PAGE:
An Israeli-owned ship blocked by protesters from unloading its cargo for days at the Port of Oakland was finally unloaded early Wednesday morning, a longshoreman’s union spokesman said.
Work on the Zim Piraeus was completed by about 4 a.m. after days of protests and union members refusing to unload the ship because of a heavy police presence, International Longshore and Warehouse Union spokesman Craig Merrilees said.
Protesters against Israeli military action in the Gaza Strip have maintained a constant presence at the port since hundreds marched in on Saturday afternoon.
They drew inspiration from a 1984 action when ILWU members refused to unload ships moored in San Francisco carrying South African cargo, comparing the relationship of Israel to Palestinians in the Gaza strip to the apartheid regime in South Africa.
The ship, which is owned by the Israeli shipping company Zim Integrated Shipping Services, docked at the port on Sunday evening but dockworkers would not cross picket lines outside of the gates for safety reasons.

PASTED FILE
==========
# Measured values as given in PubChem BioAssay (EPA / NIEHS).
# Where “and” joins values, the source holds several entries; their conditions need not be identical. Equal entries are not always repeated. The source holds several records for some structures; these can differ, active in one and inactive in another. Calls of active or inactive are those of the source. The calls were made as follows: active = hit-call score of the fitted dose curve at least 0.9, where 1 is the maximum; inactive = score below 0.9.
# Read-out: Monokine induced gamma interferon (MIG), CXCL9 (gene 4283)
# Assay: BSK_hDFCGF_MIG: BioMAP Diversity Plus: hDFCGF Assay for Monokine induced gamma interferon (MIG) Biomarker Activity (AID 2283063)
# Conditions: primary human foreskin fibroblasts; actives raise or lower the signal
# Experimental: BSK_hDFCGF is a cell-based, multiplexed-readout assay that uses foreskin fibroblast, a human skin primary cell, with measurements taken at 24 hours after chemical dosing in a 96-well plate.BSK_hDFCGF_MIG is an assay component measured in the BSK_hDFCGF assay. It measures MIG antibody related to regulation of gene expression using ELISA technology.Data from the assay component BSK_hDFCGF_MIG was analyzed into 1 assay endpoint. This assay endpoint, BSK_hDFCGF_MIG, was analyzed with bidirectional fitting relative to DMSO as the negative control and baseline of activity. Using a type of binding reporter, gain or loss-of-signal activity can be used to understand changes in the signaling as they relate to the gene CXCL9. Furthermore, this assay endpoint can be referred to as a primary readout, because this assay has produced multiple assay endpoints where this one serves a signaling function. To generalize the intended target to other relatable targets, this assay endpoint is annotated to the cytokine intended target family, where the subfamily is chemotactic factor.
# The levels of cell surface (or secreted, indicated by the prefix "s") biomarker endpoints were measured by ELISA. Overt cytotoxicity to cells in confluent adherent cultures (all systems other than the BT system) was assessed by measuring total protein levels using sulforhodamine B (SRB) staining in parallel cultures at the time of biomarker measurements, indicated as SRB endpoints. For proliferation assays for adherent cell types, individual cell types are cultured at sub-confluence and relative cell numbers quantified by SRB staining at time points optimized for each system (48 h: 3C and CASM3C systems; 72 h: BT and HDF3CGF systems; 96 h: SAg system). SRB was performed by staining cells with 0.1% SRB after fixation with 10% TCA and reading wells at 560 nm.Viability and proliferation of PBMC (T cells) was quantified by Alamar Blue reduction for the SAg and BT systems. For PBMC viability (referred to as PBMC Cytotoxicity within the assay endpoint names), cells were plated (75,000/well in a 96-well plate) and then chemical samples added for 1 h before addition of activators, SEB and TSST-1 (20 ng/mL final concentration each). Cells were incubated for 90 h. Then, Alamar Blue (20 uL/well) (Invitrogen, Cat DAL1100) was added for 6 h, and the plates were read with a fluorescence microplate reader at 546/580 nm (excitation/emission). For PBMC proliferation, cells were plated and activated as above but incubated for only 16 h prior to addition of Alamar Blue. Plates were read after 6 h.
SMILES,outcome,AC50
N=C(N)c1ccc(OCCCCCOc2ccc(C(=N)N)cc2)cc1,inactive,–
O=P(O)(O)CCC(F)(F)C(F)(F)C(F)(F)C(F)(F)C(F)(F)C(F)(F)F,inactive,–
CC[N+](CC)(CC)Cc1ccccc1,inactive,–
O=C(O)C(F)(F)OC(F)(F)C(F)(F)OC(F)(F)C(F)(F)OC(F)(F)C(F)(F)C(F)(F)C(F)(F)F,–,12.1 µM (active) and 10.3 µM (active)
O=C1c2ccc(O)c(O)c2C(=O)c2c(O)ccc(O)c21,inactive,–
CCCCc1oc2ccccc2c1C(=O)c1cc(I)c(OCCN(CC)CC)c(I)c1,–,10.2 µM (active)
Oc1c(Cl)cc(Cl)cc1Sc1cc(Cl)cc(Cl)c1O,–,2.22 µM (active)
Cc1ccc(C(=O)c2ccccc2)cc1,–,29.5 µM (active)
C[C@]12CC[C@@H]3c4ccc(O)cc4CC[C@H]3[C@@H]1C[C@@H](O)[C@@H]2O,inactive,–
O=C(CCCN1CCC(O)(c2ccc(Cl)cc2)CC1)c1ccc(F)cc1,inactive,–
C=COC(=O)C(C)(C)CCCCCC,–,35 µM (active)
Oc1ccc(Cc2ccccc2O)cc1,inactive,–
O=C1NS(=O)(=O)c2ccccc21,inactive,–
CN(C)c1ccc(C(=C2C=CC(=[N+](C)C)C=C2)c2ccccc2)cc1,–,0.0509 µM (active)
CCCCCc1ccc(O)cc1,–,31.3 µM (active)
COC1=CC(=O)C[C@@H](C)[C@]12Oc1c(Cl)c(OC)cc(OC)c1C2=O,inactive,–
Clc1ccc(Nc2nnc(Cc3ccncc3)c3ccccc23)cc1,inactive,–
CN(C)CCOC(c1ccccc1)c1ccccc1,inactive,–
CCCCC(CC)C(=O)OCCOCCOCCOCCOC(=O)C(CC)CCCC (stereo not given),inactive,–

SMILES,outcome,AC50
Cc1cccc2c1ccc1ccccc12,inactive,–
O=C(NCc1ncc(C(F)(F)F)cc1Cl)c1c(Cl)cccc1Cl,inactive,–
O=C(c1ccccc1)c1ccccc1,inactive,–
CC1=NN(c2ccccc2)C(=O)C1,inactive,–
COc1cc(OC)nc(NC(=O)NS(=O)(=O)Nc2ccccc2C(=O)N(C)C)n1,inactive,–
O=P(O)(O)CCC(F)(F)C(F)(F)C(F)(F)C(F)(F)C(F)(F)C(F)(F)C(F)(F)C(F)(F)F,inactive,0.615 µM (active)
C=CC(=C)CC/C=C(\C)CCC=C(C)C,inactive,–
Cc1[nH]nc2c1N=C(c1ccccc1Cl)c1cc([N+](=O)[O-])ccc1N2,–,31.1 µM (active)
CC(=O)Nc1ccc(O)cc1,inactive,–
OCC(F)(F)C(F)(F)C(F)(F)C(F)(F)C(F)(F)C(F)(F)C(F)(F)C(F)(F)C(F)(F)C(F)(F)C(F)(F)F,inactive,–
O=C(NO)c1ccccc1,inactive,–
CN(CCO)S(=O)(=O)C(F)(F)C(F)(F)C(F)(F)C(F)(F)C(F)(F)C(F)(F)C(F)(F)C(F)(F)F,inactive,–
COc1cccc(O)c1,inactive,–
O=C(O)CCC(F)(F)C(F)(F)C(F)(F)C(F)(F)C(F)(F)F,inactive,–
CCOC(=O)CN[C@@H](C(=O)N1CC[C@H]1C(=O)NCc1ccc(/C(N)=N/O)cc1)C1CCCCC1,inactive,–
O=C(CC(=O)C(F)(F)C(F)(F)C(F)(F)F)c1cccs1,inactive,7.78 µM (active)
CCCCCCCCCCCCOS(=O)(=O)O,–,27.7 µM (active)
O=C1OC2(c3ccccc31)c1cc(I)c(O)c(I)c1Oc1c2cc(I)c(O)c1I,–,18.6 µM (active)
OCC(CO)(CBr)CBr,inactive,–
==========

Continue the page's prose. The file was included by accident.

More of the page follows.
Merrilees said that dockworkers did not want to work with a heavy police presence, citing previous problems between police and the union such as a 2003 incident when Oakland police fired rubber bullets at war protesters at the port and wounded workers there.
On Tuesday night, the protesters briefly declared victory as the ship left Oakland and marine tracking services showed it leaving the Bay Area en route to Los Angeles. But a few hours later it returned and moored at a different terminal.
Longshore workers reported there and found the number of protesters and police and dwindled enough that they could safely unload the ship. They got started at about 10 p.m. and finished up at about 4 a.m.
While the ship was eventually unloaded, protesters are calling the days of delay a victory for their cause.
Protester Reem Assil said in a statement Wednesday:
“Zim has undoubtedly suffered significant economic losses, and we have set a powerful precedent for what international solidarity with Palestine, through boycott, divestment, and sanctions, can look like.”
The Jewish Community Relations Council issued a statement earlier this week calling the protest:
“… an overt expression of extremism, extremism that is alienating to the vast majority of Bay Area citizens including our community and has no place on our coast or anywhere else. … Sadly, this is one of many instances in which Israel has been unjustly singled out.”
the statement said. According to Oakland police spokeswoman Officer Johnna Watson, there were no arrests during the demonstrations but police issued two citations Monday morning for blocking the street.
Protesters in Long Beach and Seattle have planned similar actions targeting other Zim-owned ships later this week.